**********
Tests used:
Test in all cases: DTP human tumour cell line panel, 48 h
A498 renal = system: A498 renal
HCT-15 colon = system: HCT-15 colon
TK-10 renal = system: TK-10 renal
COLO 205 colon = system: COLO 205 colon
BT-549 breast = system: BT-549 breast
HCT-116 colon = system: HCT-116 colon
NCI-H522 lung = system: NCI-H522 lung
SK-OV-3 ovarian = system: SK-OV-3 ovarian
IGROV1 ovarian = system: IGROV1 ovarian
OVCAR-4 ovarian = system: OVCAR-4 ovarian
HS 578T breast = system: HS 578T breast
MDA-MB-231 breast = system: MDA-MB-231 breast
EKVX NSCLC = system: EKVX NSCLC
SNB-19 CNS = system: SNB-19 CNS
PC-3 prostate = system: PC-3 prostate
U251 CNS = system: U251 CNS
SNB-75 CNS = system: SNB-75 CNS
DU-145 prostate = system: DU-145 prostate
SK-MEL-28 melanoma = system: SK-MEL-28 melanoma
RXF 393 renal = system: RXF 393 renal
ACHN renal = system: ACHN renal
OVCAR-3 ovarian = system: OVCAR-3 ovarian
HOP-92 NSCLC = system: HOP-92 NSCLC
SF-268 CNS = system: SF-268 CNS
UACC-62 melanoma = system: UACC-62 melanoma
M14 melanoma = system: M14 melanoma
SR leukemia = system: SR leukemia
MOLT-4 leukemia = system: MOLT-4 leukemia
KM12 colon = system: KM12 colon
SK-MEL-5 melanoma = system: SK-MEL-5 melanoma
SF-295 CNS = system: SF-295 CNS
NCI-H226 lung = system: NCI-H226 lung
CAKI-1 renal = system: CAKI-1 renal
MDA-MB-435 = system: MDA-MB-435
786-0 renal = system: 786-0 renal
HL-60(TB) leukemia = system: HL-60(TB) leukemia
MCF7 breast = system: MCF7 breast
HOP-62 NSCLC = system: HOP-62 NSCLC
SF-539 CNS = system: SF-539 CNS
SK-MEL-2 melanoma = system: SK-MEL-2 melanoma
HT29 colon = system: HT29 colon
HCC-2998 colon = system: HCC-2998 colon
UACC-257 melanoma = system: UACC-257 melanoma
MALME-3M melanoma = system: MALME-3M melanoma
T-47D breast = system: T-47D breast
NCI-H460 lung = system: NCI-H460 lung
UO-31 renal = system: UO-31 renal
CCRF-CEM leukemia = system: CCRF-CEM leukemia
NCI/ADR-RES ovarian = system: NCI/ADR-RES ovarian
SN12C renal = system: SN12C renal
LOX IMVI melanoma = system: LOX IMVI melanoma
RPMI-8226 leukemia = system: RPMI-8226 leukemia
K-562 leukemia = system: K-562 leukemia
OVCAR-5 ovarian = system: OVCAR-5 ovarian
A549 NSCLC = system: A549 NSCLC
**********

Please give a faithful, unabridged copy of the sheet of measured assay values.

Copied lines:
Tests used:
Test in all cases: DTP human tumour cell line panel, 48 h
A498 renal = system: A498 renal
HCT-15 colon = system: HCT-15 colon
TK-10 renal = system: TK-10 renal
COLO 205 colon = system: COLO 205 colon
BT-549 breast = system: BT-549 breast
HCT-116 colon = system: HCT-116 colon
NCI-H522 lung = system: NCI-H522 lung
SK-OV-3 ovarian = system: SK-OV-3 ovarian
IGROV1 ovarian = system: IGROV1 ovarian
OVCAR-4 ovarian = system: OVCAR-4 ovarian
HS 578T breast = system: HS 578T breast
MDA-MB-231 breast = system: MDA-MB-231 breast
EKVX NSCLC = system: EKVX NSCLC
SNB-19 CNS = system: SNB-19 CNS
PC-3 prostate = system: PC-3 prostate
U251 CNS = system: U251 CNS
SNB-75 CNS = system: SNB-75 CNS
DU-145 prostate = system: DU-145 prostate
SK-MEL-28 melanoma = system: SK-MEL-28 melanoma
RXF 393 renal = system: RXF 393 renal
ACHN renal = system: ACHN renal
OVCAR-3 ovarian = system: OVCAR-3 ovarian
HOP-92 NSCLC = system: HOP-92 NSCLC
SF-268 CNS = system: SF-268 CNS
UACC-62 melanoma = system: UACC-62 melanoma
M14 melanoma = system: M14 melanoma
SR leukemia = system: SR leukemia
MOLT-4 leukemia = system: MOLT-4 leukemia
KM12 colon = system: KM12 colon
SK-MEL-5 melanoma = system: SK-MEL-5 melanoma
SF-295 CNS = system: SF-295 CNS
NCI-H226 lung = system: NCI-H226 lung
CAKI-1 renal = system: CAKI-1 renal
MDA-MB-435 = system: MDA-MB-435
786-0 renal = system: 786-0 renal
HL-60(TB) leukemia = system: HL-60(TB) leukemia
MCF7 breast = system: MCF7 breast
HOP-62 NSCLC = system: HOP-62 NSCLC
SF-539 CNS = system: SF-539 CNS
SK-MEL-2 melanoma = system: SK-MEL-2 melanoma
HT29 colon = system: HT29 colon
HCC-2998 colon = system: HCC-2998 colon
UACC-257 melanoma = system: UACC-257 melanoma
MALME-3M melanoma = system: MALME-3M melanoma
T-47D breast = system: T-47D breast
NCI-H460 lung = system: NCI-H460 lung
UO-31 renal = system: UO-31 renal
CCRF-CEM leukemia = system: CCRF-CEM leukemia
NCI/ADR-RES ovarian = system: NCI/ADR-RES ovarian
SN12C renal = system: SN12C renal
LOX IMVI melanoma = system: LOX IMVI melanoma
RPMI-8226 leukemia = system: RPMI-8226 leukemia
K-562 leukemia = system: K-562 leukemia
OVCAR-5 ovarian = system: OVCAR-5 ovarian
A549 NSCLC = system: A549 NSCLC